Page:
It will not cure the ills of our gig economy. This is because power and choice will still be firmly distributed in favour of the employer or enterprise, rather than the newly established Dependent Contractor.
Ultimately, the repeal of the Trade Union Act is required along with the establishment of positive rights in law with regard to workers' rights (especially concerning strikes and industrial action).
In recent times, I can recall no General Election holding as much importance as this one. This is an election which will define and shape the future of generations to come.
It remains to be seen whether May can be taken at her word on her other pledges on workers' rights such as her party's claim in its general election manifesto that: 'We will make sure that people working in the 'gig' economy are properly protected' and 'Workers' rights conferred on British citizens from our membership of the EU will remain'.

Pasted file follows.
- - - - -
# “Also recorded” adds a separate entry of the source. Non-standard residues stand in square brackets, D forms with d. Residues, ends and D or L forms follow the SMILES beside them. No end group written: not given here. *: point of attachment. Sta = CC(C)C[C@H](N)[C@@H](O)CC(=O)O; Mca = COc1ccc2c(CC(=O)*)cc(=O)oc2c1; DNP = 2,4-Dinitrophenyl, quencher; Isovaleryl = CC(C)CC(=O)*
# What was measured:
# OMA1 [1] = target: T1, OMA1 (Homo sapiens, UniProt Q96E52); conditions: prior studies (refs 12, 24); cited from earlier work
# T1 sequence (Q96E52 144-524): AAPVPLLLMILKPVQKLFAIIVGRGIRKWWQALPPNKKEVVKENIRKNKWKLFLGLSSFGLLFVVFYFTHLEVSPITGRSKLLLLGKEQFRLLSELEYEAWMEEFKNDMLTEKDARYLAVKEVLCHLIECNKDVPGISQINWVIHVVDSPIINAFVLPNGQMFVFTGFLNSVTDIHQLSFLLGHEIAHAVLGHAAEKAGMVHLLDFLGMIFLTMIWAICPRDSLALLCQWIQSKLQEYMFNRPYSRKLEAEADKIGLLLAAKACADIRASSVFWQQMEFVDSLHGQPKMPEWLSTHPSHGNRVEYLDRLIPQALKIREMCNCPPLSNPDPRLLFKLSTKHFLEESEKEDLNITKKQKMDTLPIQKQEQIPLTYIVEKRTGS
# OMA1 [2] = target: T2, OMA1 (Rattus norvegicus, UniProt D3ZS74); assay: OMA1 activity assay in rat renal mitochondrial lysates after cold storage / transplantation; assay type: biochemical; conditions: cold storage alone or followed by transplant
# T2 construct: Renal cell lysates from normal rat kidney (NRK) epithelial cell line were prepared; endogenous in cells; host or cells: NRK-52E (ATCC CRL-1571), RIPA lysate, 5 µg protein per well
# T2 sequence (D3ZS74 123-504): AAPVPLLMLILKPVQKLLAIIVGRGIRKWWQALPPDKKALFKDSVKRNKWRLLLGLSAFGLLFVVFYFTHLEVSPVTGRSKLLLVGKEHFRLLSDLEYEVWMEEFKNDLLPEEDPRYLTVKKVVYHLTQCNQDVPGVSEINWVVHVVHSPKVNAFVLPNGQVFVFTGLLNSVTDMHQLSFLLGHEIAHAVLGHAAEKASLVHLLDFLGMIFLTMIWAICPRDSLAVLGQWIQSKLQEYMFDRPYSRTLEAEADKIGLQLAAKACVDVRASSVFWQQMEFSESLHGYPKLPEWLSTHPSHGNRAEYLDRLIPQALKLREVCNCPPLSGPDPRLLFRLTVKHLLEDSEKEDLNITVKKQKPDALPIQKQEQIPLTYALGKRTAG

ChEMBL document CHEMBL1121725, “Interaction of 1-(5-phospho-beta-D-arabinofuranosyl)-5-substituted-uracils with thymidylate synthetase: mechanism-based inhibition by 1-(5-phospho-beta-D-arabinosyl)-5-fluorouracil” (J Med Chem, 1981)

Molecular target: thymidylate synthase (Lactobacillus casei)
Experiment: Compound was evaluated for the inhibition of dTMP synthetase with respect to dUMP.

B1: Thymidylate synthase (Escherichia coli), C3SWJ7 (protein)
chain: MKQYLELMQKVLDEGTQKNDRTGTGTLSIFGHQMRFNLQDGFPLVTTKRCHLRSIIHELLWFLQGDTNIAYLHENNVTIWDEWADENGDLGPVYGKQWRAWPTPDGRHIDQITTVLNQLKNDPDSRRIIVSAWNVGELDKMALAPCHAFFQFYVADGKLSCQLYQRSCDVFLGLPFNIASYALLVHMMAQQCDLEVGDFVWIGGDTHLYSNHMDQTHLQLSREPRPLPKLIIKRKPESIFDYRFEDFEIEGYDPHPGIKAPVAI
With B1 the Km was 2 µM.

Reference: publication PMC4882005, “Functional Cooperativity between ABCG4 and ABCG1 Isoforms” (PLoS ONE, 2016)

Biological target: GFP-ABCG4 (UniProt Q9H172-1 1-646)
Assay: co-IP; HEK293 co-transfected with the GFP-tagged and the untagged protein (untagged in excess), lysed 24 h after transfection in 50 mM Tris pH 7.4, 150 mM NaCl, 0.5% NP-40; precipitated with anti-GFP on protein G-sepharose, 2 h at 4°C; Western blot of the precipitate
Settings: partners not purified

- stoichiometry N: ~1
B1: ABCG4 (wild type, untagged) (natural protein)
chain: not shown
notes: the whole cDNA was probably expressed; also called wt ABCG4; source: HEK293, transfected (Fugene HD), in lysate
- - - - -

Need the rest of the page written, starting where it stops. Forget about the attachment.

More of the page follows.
Broken promises, and unfulfilled manifestos. That's what we have been offered by this Tory government, and the sham coalition that preceded it. Year after year, Theresa May's Tory party has pledged to rebalance the economy, clamp down on aggressive tax evasion, invest in education and public services such as the NHS, as well as ensure workers' rights for all citizens.
Theresa May says she wants to 'strike a deal for ordinary working people'.
The National Living Wage will rise and workers on short-term contracts will be given more protections under a government
We are used to clothing defining us. You only have to pick up most mainstream magazines to be told that the brand, the fabric, the cut of the clothing and how you wear it make an instant impression.
In this, and so many other ways, the battle lines have been drawn and the choice made clear. Only Labour can be trusted to deliver a Brexit that protects British workers from Tory greed while honouring the results of the referendum.
Pretending we can buy ethically is is exactly what keeps sweatshops from being solved.